Welcoming us into his restaurant, the charming Albert Emkies of Le Petit Bistro, made a great impression as he seated us in a comfortable red booth for a delightful traditional French dinner. Delivering the menus to our tables, he pointed out the specials on the back page of the menu. At least four appetizers and four entrees change daily.
The original menu offers guests the opportunity to eat what they desire at a reasonable price. “We have guests who come in at 5 p.m. and sit down to our roasted chicken with frites dinner for $13.50. Our frites are cooked in peanut oil to make them so delicious,” shared Albert.
Le Petit Bistro underwent a “facelift” prior to Valentine’s Day and looks better than ever, both inside and out. Large mirrors and wonderful French posters adorn the walls. One wall is a lovely sage green, while the other is a bold red. Booths line the walls with white tablecloths and a layer of white butcher paper.
Guests receive a basket of crunchy crust French bread served with a dish of roasted eggplant tapenade and hummus to be spread on top.
Our knowledgeable server, Regis, recommended some of the restaurant’s specialties that include lamb chops, grilled entrecote steak and the Moroccan Merguez a la Harissa. Raised in the South of France near St. Tropez, Regis has been in the U.S for 11 years. He is an expert on French food and wine.
Looking over the two page wine list, we recognized some good California and International wines that were reasonably priced. A number of French wines are from 1990 to 2009. Guests may also enjoy a nice bottle from Italy or Chile. There are five options for champagne and sparkling.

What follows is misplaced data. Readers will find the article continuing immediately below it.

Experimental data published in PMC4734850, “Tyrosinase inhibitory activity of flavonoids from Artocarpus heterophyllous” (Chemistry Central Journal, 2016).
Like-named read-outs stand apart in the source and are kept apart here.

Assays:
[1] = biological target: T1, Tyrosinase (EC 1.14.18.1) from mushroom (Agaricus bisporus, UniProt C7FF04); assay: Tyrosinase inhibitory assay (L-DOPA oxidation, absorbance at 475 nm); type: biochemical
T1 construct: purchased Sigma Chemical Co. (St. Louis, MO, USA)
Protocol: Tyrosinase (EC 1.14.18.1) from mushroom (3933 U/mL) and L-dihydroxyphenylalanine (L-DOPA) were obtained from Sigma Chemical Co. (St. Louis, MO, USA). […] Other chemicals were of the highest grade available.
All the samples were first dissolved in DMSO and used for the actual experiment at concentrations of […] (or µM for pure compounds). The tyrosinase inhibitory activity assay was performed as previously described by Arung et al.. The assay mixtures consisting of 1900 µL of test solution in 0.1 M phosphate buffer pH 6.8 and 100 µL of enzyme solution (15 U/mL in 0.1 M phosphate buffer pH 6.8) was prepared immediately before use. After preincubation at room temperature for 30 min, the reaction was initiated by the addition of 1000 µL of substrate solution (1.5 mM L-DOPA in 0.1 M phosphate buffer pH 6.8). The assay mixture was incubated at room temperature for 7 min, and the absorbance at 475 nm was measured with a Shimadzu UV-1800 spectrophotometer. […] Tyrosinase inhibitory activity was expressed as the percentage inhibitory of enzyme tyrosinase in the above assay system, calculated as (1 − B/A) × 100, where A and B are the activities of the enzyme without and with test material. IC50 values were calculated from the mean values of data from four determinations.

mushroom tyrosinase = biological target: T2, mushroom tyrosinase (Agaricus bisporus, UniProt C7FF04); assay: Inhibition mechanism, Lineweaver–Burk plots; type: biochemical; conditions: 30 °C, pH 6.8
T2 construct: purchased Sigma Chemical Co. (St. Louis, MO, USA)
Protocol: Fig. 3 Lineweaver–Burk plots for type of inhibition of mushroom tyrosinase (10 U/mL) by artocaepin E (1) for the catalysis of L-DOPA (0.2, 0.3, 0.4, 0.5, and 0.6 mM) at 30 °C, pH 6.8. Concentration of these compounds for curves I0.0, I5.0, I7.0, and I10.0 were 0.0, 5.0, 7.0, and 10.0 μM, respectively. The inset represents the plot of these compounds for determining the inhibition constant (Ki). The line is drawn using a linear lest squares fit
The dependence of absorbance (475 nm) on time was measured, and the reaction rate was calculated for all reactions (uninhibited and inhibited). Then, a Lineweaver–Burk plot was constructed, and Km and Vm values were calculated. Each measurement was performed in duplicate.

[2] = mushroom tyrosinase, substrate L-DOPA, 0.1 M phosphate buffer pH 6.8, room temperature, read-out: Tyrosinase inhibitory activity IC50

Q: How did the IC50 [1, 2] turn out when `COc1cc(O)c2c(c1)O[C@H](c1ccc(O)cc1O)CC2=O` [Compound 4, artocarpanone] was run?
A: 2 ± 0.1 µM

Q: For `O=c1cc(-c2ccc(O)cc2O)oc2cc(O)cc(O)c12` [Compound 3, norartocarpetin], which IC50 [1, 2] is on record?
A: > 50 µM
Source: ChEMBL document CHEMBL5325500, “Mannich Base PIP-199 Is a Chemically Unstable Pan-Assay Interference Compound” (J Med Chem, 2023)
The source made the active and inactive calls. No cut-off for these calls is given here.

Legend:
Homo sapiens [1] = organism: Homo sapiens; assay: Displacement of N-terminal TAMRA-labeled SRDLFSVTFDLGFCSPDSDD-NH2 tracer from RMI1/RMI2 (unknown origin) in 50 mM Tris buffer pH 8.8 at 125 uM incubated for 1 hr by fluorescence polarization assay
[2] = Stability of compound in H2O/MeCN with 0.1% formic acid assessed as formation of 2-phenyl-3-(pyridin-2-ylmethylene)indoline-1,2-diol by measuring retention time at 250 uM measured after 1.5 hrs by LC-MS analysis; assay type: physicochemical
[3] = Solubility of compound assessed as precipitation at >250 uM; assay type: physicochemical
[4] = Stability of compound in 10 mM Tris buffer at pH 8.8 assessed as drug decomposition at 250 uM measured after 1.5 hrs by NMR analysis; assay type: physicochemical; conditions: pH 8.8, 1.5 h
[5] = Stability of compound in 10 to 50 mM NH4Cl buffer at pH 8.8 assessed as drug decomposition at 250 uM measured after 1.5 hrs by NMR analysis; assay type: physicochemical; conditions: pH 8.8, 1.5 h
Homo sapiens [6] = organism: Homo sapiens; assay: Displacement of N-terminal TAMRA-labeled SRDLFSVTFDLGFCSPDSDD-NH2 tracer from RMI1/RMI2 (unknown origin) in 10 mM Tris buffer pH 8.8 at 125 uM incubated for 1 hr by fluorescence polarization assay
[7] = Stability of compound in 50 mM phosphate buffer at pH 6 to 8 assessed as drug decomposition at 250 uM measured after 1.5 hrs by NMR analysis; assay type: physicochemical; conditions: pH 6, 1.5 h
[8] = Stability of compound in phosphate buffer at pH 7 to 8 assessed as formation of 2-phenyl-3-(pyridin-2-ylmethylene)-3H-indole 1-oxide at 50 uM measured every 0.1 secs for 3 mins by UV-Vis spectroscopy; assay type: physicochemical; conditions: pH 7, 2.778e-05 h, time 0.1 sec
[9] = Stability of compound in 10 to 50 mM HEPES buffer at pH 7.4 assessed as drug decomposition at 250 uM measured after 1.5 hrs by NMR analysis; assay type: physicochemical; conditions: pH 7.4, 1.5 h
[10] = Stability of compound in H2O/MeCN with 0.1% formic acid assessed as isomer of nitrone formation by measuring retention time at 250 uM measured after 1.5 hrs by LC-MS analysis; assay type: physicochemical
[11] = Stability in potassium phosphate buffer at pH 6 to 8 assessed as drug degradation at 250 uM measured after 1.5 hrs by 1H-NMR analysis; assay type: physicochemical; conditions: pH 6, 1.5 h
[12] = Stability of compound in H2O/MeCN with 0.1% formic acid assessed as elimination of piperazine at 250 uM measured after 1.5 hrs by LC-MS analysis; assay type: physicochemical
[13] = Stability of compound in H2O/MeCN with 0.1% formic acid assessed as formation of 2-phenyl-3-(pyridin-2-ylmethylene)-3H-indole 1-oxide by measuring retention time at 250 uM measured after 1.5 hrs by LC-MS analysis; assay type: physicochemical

We started with a generous glass of 2011 Reserva Chardonnay Valle de Casablanca from Chile. It was fruity with notes of apricot, yet not too sweet. My husband ordered a full body Chateau D’arthus red Bordeaux. On the palate it bursts with notes of juicy black berry fruit, minerals and chocolate. Both were excellent wines to accompany our appetizers of spicy shrimp and eggplant tart. The Shrimp is known around town for its secret spices with a touch of rosemary. The eggplant was tender on a bed of spinach, onion, basil and tomatoes.
At one time, Albert Emkies, Georges and Ronaire Lachkar had three Le Petit Bistro restaurants. First the original on La Cienega, then the partners opened a bistro in Sherman Oaks and one on the Westside. They sold the latter two and give all of their attention to this one in West Hollywood. Some of their servers have worked here for twenty years.
I liked the Sole a la Provencale with tomato, kalamata olive, and a white wine sauce very much. My husband’s duck confit was cooked perfectly. Two generous legs were well browned and crisp. The accompanying vegetables were cooked al dente style and not too soft.
Be sure to allow 15 minutes for the chocolate soufflé with crème anglase, chocolate sauce and whipped cream. It tastes just like the one I enjoyed in Cannes.
Other desserts include the traditional crepe Suzette with orange Grand Marnier, a hazelnut gelato with hot chocolate and almonds, an apple tart “a la mode” with caramel sauce and a pot de chocolate with creamy chocolate mousse.
On certain holidays such as Bastille Day, Valentine’s Day and New Year’s Eve, the partners and chef pare down the menu to a selected number of appetizers and entrees. All are served a la carte. Albert shared with us, “I don’t like prix fixe menus. Someone always doesn’t want one of the items on the menu. I want to make sure my guests order exactly what they want.”
Le Petit Bistro is located at 631 North La Cienega Blvd. Dinner is served from 5 p.m. to 11 p.m., Mon. through Sat., and until 10 p.m. on Sun. The restaurant does have a parking lot with valet service. Reservations are recommended, by calling (310)289-9797.
This article was published in the Beverly Press on March 14, 2013.